SermonIndex Audio Sermons
Image Map
Discussion Forum : Devotional Thoughts : Jacob Hutter’s letter to the Marshal of Moravia

Print Thread (PDF)


Joined: 2006/1/31
Posts: 4991

 Jacob Hutter’s letter to the Marshal of Moravia

to the Marshal of Moravia, written in the name of the brethren, is worthy of an imperishable record. We will copy it entire, that the reader may see what manner of men the Baptists of the sixteenth century were.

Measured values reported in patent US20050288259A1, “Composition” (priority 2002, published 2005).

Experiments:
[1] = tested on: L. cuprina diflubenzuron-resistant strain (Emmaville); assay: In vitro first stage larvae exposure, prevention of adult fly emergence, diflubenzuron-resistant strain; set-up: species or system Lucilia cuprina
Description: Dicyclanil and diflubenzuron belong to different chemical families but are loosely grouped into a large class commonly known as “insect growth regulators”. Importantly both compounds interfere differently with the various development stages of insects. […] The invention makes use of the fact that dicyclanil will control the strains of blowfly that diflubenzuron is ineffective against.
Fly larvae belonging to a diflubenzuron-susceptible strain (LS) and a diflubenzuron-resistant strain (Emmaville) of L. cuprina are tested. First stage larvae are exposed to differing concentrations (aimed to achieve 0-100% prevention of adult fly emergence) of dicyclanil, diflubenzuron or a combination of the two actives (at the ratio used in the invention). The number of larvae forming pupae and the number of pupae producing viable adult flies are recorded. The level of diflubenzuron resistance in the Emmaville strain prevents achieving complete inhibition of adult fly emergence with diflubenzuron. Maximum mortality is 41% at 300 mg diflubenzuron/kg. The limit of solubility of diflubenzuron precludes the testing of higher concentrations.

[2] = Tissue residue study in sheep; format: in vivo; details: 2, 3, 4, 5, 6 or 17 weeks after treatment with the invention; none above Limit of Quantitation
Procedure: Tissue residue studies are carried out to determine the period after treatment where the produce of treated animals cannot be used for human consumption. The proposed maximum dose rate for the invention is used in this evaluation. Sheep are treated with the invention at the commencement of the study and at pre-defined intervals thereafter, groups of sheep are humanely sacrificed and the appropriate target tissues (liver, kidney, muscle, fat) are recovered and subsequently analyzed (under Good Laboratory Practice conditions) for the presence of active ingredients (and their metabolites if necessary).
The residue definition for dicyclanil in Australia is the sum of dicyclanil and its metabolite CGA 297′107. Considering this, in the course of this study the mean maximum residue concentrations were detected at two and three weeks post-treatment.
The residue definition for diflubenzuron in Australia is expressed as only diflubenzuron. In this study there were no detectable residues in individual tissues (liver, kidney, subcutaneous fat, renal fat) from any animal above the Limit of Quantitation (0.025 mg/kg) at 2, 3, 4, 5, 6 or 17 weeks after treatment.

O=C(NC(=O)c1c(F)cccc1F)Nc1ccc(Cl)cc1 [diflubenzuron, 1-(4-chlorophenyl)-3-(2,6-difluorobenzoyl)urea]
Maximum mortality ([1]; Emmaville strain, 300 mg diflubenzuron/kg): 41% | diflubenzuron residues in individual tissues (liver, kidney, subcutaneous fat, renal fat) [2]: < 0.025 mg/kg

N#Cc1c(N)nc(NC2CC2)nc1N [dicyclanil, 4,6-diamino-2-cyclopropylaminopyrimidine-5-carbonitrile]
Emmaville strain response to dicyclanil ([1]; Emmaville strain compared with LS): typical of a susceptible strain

“We brethren, who love God and His Word, the true witnesses of our Lord Jesus Christ, banished from many countries for the name of God and for the cause of Divine truth, and have hither come to the land Moravia, having assembled together and abode under your jurisdiction, through the favor and protection of the Most High God, to Whom alone be praise, honor, and laud for ever, we beg you to know, honored ruler of Moravia, that your officers have come unto us, and have delivered your message and command, as indeed is well known to you. Already have we given a verbal answer, and now we reply in writing, viz., that we have forsaken the world, an unholy life, and all iniquity. We believe in Almighty God, and in His Son our Lord Jesus Christ, Who will protect us henceforth and for ever in every peril, and to Whom we have devoted our entire selves, our life, and all that we possess, to keep His commandments, and to forsake all unrighteousness and sin. Therefore we are persecuted and despised by the whole world, and robbed of all our property, as was done aforetime to the holy prophets, and even to Christ Himself. By King Ferdinand, the prince of darkness, that cruel tyrant and enemy of Divine truth and righteousness, many of our brethren have been slaughtered and put to death without mercy, our property seized, our fields and homes laid waste, ourselves driven into exile, and most fearfully persecuted.”